Nearly every meal in my home starts with a heaping portion of garlic. I could rave about it for hours but chances are if you've found your way here, I doubt you need to hear about how delicious it is! Garlic is also a potent medicinal herb and has numerous health benefits!We use it here for cough syrups and warming teas, it goes into the fire cider I make every fall, and is also a key ingredient in many home ferments.
As prevalant and popular as garlic is, growing it is often overlooked in the vegetable garden.
Unlike most garden veggies, which you plant in the mad frenzy of Spring, garlic is one that goes into the garden during the fall. Though often overlooked, garlic is one of the easiest and more rewarding vegetables to grow!
Here in the midwest, you can plant garlic from September-November. Personally, I like to plant mine in mid-October after we've gotten our first frost. That gives me time to finish harvesting all of that summer abundance and embrace the cooler weather and is enough time for the garlic to get established and watered in by our fall rains before the ground freezes.
Choosing your garlic
There are dozens of different garlic varities that vary in flavor and color, but they are all divided into two main categories: hardneck or softneck. There are pros and cons to each so I'll give you a quick breakdown.
Very cold hardy, which is ideal for colder climates
They form delicious scapes or "flower stalks" that are harvested in the spring and can used as just as garlic would be.
Cloves are uniformly sized and easier to peel
Hardneck varities do not store as well as softneck varities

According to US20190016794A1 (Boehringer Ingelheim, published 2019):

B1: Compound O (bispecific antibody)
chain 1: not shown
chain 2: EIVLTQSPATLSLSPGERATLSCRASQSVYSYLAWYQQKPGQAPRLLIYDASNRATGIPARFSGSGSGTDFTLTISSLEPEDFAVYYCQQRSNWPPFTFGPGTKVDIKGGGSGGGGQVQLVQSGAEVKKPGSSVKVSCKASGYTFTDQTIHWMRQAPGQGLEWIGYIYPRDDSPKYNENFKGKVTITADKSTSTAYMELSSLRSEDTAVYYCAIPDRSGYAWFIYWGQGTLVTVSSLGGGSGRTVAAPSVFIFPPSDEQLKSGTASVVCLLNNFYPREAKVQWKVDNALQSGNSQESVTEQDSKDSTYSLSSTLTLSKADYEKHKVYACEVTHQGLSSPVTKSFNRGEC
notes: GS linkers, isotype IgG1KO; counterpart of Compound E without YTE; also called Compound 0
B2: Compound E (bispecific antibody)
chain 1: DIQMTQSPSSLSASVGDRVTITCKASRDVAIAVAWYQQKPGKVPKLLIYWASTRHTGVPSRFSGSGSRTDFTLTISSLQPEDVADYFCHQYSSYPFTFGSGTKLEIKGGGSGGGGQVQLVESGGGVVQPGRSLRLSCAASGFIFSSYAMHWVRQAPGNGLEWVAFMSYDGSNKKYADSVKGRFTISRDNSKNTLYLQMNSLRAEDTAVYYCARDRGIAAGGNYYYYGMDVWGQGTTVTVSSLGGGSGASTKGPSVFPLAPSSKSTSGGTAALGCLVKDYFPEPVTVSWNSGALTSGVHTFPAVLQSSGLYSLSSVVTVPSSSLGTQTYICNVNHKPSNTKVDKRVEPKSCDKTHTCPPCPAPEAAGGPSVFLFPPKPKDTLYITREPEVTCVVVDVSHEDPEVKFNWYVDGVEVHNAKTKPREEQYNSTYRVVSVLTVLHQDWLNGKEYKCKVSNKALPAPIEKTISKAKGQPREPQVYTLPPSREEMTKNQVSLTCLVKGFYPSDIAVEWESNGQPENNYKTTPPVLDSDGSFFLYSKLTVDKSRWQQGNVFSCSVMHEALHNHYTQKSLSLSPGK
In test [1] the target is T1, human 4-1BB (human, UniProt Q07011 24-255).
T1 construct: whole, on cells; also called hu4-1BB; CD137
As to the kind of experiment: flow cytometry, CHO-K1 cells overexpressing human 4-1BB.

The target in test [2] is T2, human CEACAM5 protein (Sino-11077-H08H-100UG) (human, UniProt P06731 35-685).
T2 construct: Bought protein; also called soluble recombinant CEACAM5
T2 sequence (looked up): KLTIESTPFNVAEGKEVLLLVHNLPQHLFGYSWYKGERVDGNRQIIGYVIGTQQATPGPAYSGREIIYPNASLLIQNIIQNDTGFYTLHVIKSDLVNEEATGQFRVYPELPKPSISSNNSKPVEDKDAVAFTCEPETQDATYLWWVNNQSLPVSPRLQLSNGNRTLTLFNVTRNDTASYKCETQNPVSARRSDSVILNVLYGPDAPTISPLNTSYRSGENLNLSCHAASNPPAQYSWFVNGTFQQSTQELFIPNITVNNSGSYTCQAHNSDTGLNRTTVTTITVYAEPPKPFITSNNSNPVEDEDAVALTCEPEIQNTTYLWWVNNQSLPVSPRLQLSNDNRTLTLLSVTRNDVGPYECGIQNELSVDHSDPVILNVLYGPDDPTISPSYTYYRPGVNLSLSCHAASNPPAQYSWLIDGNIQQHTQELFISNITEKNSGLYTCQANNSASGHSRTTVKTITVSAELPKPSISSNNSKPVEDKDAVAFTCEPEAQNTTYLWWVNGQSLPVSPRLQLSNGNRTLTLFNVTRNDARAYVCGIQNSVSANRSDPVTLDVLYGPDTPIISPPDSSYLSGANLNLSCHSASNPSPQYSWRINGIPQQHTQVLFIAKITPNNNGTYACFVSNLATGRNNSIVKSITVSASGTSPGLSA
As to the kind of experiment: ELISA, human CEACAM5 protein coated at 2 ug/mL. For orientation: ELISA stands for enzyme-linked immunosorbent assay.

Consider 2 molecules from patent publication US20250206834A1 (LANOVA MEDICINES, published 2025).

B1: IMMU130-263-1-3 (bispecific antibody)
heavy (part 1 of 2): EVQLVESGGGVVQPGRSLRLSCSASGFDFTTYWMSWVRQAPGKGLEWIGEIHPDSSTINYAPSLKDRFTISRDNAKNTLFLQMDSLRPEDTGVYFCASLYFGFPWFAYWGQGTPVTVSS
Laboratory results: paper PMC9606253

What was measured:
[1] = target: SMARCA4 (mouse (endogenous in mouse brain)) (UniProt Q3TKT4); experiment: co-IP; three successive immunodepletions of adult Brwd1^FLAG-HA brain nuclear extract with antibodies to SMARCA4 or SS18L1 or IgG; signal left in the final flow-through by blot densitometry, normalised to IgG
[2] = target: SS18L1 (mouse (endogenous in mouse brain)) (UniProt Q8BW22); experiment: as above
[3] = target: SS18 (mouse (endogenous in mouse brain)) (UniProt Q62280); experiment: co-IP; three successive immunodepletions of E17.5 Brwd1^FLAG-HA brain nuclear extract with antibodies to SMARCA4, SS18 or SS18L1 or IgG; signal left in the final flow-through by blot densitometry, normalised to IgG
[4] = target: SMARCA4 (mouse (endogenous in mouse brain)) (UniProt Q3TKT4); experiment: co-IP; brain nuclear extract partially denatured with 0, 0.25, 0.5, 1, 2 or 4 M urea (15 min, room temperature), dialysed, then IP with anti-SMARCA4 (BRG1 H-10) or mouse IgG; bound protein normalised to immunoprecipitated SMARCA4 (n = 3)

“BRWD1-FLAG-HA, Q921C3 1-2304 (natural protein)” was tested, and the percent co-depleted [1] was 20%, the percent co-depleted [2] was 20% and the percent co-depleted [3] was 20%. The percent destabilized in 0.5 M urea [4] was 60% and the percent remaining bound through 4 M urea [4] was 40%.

Better for warmer climates
Softneck garlic is better for long-term storage
Their bulb forms many dense cloves which vary in size from large to small
They do not form a scape which allows you to braid them for storage
Here in the midwest we are able to grow both, but I prefer to grow hardneck for the scapes and the uniformly sized cloves. Garlic scapes are the flowering portion of hardneck garlic which taste just like it with more of a greenbean texture. I love them grilled, pickled, fermented or simply diced and added to whatever dish I am making.
Whichever variety you choose, be sure to purchase from a reputable source! Garlic at the grocery store is often irradiated and may not sprout in your garden. I got mine from Mad River Garlic Growers which is an Ohio-based farm that specializes in growing garlic for planting, they ship nationwide! You can also check your local farmer's market for an organic grower.
Planting Your Garlic
Start by preparing your planting bed. Make sure it is as weed-free as possible because garlic does not compete well.
If necessary, add ammendments to your soil. I like to top-dress my planting beds with a bit of compost in the rows I am going to be planting in.
Dig trenches or holes that you will be planting in. I like to dig trenches in rows 6 inches apart and 2-3 inches deep, into which I add my finished compost. You can also dig holes 6 inches apart.
Plant individual cloves 6 inches apart and 2-3 inched deep. Be sure to plant them with their rootside down and their tips pointing upwards.
Cover with mulch. Straw is commonly used but I prefer shredded leaves.
Garlic will begin sprouting in very early spring and is typically ready to harvest once the bottom few leaves have turned brown. Here in Ohio that is usually in early July.
Do you have any questions about growing garlic? Let me know!